Poll finds residents expect lawmakers to focus on making necessities more affordable by taking on corporations and requiring them to pay what they owe in taxes.
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Raleigh, N.C. – A recent poll conducted by Targetsmart on behalf of the State Innovation Exchange (SiX), with collaboration from the North Carolina Budget & Tax Center, found that North Carolinians expect lawmakers to focus on matters that improve their daily lives, like helping working families thrive, making health care more affordable, and funding affordable housing, instead of cutting taxes for corporations and the wealthy.
North Carolinians overwhelmingly rejected state lawmakers’ previous decision to eliminate corporate income taxes, with 69% of respondents reporting opposition to the cuts and only 9% strongly supporting lawmakers’ choice.
“Lawmakers chose to give billions of dollars to wealthy corporations and their shareholders by eliminating the corporate income tax,” said Alexandra Sirota, Executive Director of the North Carolina Budget & Tax Center. “It’s clear this decision was out of touch with the needs of everyday North Carolinians, who broadly oppose corporate tax cuts and would prefer their legislator use public dollars to provide health care, education, and child-care services that help working families thrive.”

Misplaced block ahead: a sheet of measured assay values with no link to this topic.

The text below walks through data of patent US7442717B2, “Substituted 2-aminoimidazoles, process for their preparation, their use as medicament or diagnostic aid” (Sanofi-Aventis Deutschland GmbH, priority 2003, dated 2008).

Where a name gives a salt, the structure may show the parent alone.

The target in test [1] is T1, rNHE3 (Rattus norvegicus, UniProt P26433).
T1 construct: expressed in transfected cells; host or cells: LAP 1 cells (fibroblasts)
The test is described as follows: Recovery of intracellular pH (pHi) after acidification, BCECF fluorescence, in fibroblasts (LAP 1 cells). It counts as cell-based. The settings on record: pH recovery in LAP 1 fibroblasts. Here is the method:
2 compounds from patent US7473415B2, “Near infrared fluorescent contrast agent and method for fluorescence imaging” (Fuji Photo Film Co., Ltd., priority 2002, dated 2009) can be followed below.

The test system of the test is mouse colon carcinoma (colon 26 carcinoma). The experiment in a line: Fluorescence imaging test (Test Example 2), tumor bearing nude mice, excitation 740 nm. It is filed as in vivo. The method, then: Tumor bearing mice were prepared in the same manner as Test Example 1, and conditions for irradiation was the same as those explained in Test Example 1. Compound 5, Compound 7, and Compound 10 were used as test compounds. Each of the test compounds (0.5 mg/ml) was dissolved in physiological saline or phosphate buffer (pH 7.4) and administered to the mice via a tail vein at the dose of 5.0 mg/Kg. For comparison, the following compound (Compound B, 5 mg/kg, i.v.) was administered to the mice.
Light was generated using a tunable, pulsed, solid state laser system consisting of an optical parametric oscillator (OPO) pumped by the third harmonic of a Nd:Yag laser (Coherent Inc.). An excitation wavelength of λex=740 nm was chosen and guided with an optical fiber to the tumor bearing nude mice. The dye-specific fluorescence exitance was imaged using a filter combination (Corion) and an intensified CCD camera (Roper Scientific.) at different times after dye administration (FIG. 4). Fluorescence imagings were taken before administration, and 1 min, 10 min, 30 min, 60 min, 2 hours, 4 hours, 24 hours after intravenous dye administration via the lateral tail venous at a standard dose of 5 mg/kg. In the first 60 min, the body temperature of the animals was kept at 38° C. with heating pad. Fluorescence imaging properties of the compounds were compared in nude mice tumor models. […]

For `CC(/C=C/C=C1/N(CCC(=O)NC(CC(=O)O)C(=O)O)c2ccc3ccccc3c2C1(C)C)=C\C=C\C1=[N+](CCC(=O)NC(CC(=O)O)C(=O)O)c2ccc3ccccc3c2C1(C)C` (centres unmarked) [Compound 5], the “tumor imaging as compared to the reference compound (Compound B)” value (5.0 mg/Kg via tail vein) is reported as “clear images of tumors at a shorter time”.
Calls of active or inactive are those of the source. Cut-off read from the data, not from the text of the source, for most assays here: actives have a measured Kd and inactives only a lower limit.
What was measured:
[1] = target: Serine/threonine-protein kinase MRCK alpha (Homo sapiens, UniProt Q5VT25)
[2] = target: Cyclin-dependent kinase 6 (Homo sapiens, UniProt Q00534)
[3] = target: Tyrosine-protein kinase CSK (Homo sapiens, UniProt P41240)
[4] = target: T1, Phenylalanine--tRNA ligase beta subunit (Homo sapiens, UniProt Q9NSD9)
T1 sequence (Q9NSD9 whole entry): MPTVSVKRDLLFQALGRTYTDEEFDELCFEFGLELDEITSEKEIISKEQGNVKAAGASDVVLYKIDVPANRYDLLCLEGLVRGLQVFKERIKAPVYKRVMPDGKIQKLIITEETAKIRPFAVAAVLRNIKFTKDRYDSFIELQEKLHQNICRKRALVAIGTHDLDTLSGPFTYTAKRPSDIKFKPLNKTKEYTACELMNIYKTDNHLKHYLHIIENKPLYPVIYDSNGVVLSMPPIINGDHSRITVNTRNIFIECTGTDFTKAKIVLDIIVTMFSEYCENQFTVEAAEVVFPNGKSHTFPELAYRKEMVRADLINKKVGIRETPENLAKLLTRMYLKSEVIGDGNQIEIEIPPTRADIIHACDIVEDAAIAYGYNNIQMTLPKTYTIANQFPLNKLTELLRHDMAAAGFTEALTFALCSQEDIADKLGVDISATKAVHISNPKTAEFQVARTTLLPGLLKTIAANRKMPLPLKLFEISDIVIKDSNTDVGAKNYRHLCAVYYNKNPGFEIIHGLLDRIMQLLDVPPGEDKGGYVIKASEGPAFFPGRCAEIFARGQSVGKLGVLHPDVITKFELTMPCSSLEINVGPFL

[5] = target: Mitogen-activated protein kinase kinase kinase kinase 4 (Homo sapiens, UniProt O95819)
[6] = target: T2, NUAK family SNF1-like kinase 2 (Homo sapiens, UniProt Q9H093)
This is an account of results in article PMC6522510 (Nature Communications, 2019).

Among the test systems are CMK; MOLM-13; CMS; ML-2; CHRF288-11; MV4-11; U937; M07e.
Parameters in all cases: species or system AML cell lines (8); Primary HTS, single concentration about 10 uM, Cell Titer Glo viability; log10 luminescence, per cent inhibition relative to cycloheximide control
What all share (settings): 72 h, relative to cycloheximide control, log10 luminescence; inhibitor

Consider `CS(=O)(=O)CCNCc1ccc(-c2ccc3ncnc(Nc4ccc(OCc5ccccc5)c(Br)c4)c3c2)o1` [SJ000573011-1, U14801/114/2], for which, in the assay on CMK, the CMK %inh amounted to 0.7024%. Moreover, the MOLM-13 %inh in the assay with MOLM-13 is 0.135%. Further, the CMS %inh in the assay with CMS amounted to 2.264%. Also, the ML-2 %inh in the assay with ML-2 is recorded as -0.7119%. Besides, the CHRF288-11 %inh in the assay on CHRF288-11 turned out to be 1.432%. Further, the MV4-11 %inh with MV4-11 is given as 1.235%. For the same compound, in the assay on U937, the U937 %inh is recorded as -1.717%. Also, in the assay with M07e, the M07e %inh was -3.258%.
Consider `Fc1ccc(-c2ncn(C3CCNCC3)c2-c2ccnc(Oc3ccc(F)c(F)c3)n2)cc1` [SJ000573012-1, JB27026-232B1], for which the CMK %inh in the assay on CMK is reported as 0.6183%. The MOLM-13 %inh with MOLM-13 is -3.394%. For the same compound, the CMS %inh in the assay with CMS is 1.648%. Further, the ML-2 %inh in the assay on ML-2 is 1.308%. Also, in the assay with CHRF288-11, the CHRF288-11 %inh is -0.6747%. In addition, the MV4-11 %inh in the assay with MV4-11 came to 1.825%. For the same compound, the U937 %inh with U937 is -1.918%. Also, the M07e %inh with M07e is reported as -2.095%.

When asked how North Carolinians would like lawmakers to help families make ends meet, investing in child care, health care, and housing affordability, emerged as common themes:
“Lawmakers need to re-examine their short-sighted decision to slash revenue while an overwhelming majority of North Carolinians need leaders to increase funding for public infrastructure,” said Hudson McCormick, SiX North Carolina State Director. “You can’t flip a switch to build more housing or expand child-care services. North Carolinians need lawmakers to make multi-year commitments to fund our growing needs, but we can’t make those commitments if corporations aren’t paying what they owe.”
Links to access results can be found here, here, and here. The statewide survey included live interviews of 949 adults aged 18 or older, who indicated they were registered to vote in North Carolina. The statewide sample was augmented by oversamples of 99 Black registered voters and 154 rural registered voters. The survey was conducted December 6 - 12, 2022 via live phones with trained operators, and online via a link from sms or invite from web panel.